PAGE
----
Pinoy breakfasts can give you cancer

Salt-cured meats and the increased risk of head and neck cancer

What comes to mind when we say Pinoy breakfast aside from pandesal and coffee?

Typical Pinoy breakfast staples include tapsilog, longsilog, tocilog, hotdog, and luncheon meat. What do these foods have in common? They are all salt-cured meats to preserve shelf life and to add that richness in flavor served with white or garlic rice and egg.

There is no question as to the richness of flavor and the amount of energy these dishes provide so early in the morning. Eating, however, shouldn’t be just about flavor. Health is a major factor that needs to be considered. While having cured meats or processed meat may be safe occasionally especially if your intake of vegetables, whole grains, fruits, and legumes are greater in quantity and variety to counteract the pro-inflammatory effects of cured meats, having them on a daily basis and as a staple in your diet isn’t healthy. Worse, it can make you sick.


Processed meats like tocino, hotdog, bacon, and canned meats like luncheon meat and the like have already been proven by science to increase risk of stomach and colon cancer. Furthermore, these foods have high levels of sodium from salt and other additives, high cholesterol, and unhealthy fats.

Sugar is also added. All of these factors affect your blood glucose level and lipids (cholesterol and triglycerides) thus increasing your risk of diabetes, heart diseases, kidney, and liver problems to name a few.

Unfortunately, the list of diseases goes on. Head and neck cancer may not be as common as other types of cancers but it is a problem that affects many lives globally.

And if we can prevent it by simply making healthier food choices then why shouldn’t we?

Head and neck cancer affects the cells that line the mouth, throat (pharynx), voice box (larynx), salivary glands, sinuses, muscles, or nerves in the head and neck. It does not include cancers of the brain, eye, esophagus, and thyroid gland, as well as the skin on the neck and head.

By the year 2030, the global incidence of head and neck cancer is predicted to increase approximately by 30 percent annually. To make matters worse, the increase in prevalence has been recorded to occur in the AsiaPacific region and Southeast Asia where the Philippines is located. The disease is indeed closer to home.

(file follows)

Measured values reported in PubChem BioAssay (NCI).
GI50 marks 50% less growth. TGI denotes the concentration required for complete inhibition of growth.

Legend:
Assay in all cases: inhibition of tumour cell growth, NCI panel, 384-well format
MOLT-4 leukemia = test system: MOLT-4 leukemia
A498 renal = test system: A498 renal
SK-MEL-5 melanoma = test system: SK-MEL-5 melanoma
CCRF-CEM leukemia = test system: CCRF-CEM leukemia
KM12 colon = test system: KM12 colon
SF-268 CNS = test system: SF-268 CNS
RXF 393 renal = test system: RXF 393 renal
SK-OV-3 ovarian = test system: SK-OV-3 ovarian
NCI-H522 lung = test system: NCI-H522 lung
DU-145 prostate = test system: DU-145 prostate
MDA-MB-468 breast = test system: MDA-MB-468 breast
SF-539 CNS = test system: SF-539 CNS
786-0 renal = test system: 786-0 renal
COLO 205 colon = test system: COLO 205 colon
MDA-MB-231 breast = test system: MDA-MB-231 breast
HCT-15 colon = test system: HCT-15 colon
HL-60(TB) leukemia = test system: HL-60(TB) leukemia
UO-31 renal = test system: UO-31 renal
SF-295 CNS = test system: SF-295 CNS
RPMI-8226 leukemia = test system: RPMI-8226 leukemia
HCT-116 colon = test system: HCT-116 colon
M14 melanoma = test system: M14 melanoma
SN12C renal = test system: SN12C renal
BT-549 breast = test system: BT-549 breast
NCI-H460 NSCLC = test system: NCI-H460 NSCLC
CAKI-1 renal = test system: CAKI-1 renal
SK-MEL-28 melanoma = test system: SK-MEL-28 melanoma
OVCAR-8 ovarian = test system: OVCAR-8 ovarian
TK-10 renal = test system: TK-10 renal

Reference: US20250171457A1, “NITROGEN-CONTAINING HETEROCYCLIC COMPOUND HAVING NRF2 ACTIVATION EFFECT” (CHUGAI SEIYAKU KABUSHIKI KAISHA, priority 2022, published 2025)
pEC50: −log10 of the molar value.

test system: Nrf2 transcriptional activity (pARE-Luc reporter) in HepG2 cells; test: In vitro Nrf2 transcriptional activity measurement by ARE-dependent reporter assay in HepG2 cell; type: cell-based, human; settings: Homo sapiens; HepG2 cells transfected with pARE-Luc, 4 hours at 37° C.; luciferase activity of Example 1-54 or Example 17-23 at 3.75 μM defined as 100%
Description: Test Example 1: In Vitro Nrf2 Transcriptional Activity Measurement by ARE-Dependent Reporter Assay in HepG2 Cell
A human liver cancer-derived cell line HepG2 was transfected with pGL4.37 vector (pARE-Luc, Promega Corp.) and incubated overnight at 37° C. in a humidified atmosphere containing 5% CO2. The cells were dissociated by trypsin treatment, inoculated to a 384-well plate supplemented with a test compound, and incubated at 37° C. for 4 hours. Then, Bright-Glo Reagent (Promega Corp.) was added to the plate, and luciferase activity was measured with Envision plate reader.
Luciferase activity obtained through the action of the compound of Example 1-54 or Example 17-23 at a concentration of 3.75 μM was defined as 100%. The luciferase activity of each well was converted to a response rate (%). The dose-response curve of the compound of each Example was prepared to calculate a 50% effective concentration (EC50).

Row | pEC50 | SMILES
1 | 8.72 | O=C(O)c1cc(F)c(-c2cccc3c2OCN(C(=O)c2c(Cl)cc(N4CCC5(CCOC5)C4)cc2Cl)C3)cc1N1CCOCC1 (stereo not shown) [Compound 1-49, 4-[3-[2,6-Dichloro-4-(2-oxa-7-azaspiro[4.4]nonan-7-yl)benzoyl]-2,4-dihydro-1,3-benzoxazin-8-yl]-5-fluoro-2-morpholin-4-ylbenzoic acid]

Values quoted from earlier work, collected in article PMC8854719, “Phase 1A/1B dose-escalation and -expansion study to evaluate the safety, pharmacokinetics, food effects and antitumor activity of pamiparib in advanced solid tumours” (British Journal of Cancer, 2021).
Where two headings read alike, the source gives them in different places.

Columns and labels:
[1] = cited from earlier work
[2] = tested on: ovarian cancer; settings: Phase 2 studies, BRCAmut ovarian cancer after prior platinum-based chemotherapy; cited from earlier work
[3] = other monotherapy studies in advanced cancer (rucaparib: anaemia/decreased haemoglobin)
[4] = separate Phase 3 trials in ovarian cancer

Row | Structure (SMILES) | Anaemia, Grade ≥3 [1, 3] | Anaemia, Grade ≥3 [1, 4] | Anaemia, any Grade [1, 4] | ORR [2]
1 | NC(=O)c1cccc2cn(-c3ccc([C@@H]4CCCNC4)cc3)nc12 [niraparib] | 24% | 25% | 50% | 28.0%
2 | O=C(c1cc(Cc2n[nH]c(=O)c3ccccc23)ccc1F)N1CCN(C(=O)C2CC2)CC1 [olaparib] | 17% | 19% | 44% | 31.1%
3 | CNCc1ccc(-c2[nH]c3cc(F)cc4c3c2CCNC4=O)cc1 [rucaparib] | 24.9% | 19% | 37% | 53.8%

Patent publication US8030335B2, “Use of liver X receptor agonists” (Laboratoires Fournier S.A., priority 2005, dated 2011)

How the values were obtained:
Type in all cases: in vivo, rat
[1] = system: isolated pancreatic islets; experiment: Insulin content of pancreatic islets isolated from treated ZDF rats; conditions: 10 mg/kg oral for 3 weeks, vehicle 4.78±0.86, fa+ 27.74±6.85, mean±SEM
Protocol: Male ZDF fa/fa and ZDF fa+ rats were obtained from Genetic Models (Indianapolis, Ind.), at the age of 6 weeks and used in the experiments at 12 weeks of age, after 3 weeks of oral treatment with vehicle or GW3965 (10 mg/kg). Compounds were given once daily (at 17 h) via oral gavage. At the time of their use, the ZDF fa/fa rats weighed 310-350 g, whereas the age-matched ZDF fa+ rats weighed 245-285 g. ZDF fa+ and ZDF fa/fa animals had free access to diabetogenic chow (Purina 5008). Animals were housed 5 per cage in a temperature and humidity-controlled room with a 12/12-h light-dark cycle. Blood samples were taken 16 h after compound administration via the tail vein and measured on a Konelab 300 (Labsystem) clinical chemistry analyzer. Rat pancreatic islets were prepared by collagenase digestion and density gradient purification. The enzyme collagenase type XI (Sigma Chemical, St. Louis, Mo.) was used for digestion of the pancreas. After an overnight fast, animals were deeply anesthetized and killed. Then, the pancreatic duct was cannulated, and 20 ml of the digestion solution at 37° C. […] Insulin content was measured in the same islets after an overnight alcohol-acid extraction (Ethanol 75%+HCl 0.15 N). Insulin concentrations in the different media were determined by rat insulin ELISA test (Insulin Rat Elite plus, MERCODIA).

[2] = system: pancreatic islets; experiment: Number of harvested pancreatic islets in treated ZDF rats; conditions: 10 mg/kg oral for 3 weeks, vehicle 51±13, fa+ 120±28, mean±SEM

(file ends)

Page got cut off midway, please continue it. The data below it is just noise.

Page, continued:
The risk factors for head and neck cancer or squamous cell carcinoma include tobacco smoking, drinking alcoholic beverages, infections caused by human papillomavirus or HPV and Epstein-Barr virus or EBV.

A major risk factor that is present in our traditional Filipino breakfasts would be salt-cured meats or salt-preserved foods. A systematic review and meta-analysis of 29 case-control studies was conducted by Haiyan Feng and colleagues on the consumption of processed food and risk of nasopharyngeal carcinoma. On April 28, 2022, their study concluded that there is a significant result for the association of processed foods with nasopharyngeal cancer risk. Nasopharyngeal cancer belongs to the head and neck cancer classification.

The study also mentioned that “Pro-cancer factors in processed meat, including excess fat, excess protein, excess iron, and heat-induced mutagens, may also be involved in carcinogenesis, plus the salt and nitrite added during the curing process.”

Carcinogenesis is the process of cancer development in the body. Is your breakfast staple composed of processed meats? You might want to begin preparing for healthier options that are easy to make. Some of my recommended breakfast meals are: Oats soaked in nut milk or soymilk. You can add a teaspoon or two of pure cocoa powder, nuts, and some fruit slices. If you prefer to eat rice in the morning, you won’t be judged. After all, we are Filipinos and rice is our staple. Why don’t you cook an oil-free fried rice? Sautee chopped vegetables and some leftover fish or chicken and add some cooked rice. If you choose to add some oil, a teaspoon or less will do but I prefer to sautee onions and garlic with water. You can also have a fruit and vegetable smoothie. At least you get to consume your nutrient-rich fresh produce at the start of the day especially if you dine out for lunch and dinner. Fruits and vegetables may not be as readily available during those times. Be creative, practice quick cooking sans processed foods at home. [email protected]